Derailers











Derailers
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A honky tonk band following the tradition set by Buck Owens, Austin, TX's Derailers were led by vocalist/rhythm guitarist Tony Villanueva and lead guitarist Brian Hofeldt, longtime friends who grew up together in Oregon. After playing in various Portland-area rockabilly outfits, Villanueva relocated to Texas at the age of 19, and Hofeldt soon tagged along; after settling in Austin, the duo joined forces with Vic Gerard Ziolkowski, the bassist in a band called Two Hoots & a Holler, and began focusing on playing straightforward honky tonk music. In 1995 the Derailers issued their first LP, Live Tracks; following their second release, 1996's Jackpot, Terry Kirkendall became the group's permanent drummer. Reverb Deluxe appeared in 1997, and two years later the Derailers returned with Full Western Dress. By this point the lineup had shifted to include drummer Scott Matthews and bassist Ed Adkins. Here Come the Derailers appeared in 2001; it was the band's first for Sony's Lucky Dog imprint and featured a slicker version of their signature sound, designed for larger exposure. Genuine, their second effort for the major label, appeared in March 2003. It included songwriting contributions from Jim Lauderdale and Al Anderson. Change was in the wind for the Derailers soon after Genuine was released; Villenueva amicably split with the band in order to become a pastor, Hofedt stepped into the forefront on vocals and guitar, and the band recruited steel guitarist Chris Schlotzhauer and pianist Sweet Basil McJagger to round out the lineup. Dissatisfied with the direction the band's sound had taken under Sony, the Derailers went to Palo Duro for their next release, 2007's Soldiers of Love. Produced by Buzz Cason, the album found the band turning away from the slick Nashville sound of Genuine and upping the rock vibe that characterized much of their earlier work. 2007 also saw the release of Under the Influence of Buck, a 13-track tribute to Buck Owens. 2008 will see the release of yet another album, "Guaranteed to Satisfy".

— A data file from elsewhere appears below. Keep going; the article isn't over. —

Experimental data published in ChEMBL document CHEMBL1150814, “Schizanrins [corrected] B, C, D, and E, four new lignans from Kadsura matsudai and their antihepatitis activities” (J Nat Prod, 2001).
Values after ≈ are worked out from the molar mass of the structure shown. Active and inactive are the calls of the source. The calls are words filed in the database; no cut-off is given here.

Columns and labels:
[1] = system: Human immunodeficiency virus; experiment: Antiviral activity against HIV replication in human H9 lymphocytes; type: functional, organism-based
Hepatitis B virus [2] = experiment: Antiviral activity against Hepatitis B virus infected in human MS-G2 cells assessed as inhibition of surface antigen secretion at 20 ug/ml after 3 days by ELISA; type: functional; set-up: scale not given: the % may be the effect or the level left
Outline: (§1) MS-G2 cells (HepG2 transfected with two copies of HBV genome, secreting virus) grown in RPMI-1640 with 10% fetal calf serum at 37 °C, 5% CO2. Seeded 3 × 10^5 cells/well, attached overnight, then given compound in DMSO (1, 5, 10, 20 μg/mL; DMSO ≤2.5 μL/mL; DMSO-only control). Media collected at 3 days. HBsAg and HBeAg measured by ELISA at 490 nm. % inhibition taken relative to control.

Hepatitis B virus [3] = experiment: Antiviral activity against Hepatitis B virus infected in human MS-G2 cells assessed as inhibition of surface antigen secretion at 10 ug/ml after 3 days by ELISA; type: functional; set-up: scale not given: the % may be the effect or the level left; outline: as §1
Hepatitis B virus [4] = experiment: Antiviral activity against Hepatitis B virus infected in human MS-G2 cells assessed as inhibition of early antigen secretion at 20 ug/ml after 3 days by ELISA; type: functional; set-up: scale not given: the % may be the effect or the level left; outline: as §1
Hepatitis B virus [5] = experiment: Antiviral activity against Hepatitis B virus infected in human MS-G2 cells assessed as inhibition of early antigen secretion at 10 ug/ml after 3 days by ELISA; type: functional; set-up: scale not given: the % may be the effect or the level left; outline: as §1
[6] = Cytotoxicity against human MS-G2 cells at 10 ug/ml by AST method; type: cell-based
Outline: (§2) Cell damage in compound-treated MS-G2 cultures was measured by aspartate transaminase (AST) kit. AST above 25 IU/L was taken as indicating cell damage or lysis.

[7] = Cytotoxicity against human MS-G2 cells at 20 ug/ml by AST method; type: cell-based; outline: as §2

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06/04/2009 - Derailers kick off Summer in the Park - Read More
05/10/2008 - Summer series is showcase of Texas music talent - Read More
02/23/2007 - Make tracks to witness 'the Derailers' - Read More